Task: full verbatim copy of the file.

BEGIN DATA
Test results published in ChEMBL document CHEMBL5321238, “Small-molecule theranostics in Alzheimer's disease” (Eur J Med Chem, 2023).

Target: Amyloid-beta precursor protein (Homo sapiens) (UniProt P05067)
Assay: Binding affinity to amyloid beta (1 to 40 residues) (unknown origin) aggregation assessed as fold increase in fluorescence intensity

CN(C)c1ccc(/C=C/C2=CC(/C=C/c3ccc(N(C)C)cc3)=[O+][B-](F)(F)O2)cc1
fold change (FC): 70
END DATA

Test results published in ChEMBL document CHEMBL5321238, “Small-molecule theranostics in Alzheimer's disease” (Eur J Med Chem, 2023).

Target: Amyloid-beta precursor protein (Homo sapiens) (UniProt P05067)
Assay: Binding affinity to amyloid beta (1 to 40 residues) (unknown origin) aggregation assessed as fold increase in fluorescence intensity

CN(C)c1ccc(/C=C/C2=CC(/C=C/c3ccc(N(C)C)cc3)=[O+][B-](F)(F)O2)cc1
fold change (FC): 70